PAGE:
The U.S. Senate was trying to "hotline", or pass without floor debate, the Wired for Health Care Quality Act. This act is designed to provide grants and support for the adoption of health information technology. Amongst the many criticisms of the act, the main were:
Failure to incorporate adequate patient privacy protections
Lack of funding ($278 million) to support the scope of the act
Justice Jack Carter issued an opinion in Essent v. Doe that supports plaintiffs should not gain access to the identifying information of anonymous "speakers" (think bloggers) for whom the plaintiff wants to sue for damages without providing "sufficient evidence" that the plaintiff could win at trial. The support for this opinion is based on the right to freedom of speech as provided by the First Amendment.
This stems from a case involving the Paris Regional Medical Center (PRMC), where an anonymous blogger (we assume one) posted detailed information of problems at the hospital. (See The-Paris-Site) The operator of PRMC claimed defamation as well as disclosure of patient-related information and attempted to discover the identity of the blogger through various means.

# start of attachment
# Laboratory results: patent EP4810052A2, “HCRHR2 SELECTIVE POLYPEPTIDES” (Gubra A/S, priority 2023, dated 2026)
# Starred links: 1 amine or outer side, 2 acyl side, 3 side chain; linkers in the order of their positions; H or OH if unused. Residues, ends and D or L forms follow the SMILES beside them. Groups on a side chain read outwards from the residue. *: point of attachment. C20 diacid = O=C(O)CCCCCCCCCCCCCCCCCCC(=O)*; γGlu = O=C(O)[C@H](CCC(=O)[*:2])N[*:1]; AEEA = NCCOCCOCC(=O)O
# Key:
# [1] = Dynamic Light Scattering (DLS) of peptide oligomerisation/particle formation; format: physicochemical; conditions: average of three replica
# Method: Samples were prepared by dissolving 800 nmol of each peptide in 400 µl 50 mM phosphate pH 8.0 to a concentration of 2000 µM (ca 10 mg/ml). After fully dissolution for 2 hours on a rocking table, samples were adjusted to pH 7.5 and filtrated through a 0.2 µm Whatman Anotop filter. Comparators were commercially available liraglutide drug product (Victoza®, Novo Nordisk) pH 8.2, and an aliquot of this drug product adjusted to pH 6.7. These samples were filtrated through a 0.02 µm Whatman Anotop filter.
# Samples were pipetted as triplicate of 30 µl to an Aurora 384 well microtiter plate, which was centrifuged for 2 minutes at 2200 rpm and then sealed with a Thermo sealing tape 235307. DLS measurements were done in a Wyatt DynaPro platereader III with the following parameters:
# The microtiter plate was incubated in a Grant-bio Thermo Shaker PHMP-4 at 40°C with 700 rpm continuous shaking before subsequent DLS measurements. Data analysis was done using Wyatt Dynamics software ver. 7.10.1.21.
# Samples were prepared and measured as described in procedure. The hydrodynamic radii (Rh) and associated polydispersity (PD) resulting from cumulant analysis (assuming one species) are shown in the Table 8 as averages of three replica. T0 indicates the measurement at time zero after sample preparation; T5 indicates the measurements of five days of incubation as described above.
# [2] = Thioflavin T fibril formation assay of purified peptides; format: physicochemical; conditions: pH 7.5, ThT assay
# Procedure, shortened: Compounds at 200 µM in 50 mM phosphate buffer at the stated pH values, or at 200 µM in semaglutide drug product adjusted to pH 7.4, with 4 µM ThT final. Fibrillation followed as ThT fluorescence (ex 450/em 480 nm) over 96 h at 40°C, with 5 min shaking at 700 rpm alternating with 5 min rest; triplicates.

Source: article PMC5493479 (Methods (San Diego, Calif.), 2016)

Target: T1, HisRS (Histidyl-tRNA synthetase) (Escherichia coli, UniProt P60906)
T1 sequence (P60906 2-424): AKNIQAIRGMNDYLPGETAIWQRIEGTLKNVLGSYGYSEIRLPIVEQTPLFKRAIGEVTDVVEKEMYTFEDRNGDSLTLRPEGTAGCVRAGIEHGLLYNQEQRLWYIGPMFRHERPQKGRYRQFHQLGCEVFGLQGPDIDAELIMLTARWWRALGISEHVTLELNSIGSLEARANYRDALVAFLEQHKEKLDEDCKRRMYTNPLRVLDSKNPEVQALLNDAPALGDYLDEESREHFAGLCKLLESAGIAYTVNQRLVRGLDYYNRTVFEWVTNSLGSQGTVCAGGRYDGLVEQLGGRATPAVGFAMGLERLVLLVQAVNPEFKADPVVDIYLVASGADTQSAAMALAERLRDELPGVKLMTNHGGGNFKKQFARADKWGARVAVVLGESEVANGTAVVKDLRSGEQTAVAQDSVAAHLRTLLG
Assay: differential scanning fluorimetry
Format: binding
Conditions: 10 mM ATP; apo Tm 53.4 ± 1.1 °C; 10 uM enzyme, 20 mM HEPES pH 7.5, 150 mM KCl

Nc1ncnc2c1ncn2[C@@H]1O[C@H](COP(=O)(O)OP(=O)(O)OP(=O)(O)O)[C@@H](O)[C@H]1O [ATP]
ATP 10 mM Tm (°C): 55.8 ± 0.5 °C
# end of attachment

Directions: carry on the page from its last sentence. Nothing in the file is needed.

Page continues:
Though the court prevented the revelation of the identity at this time, the court has provided the operator with time to submit their argument of sufficient evidence. Stay tuned.
Several weeks ago, I was in Washington, DC, where I was a panelist at a workshop of the National Academies on voter registration database. The focus of the panel was on the privacy and security issues associated with electronic voter registration records. In particular, we were asked to address three questions:
1. What principles should guide security decisions? How might these apply to voter registration databases?
2. What privacy considerations need to be taken into account, especially with the impact of combining and linking data?
3. What standard, adversarial test could be applied against each state's database? What would you include in such a test?
It was a lively panel with Peter Neumann (SRI), Glenn Newkirk (InfoSENTRY Services) Jim Horning (SPARTA, Inc), and myself. The focus of my talk was on privacy issued inherent in sharing personal information both in the public and the private setting, as well, as the privacy-violating inferences that can be gleaned from voter histories.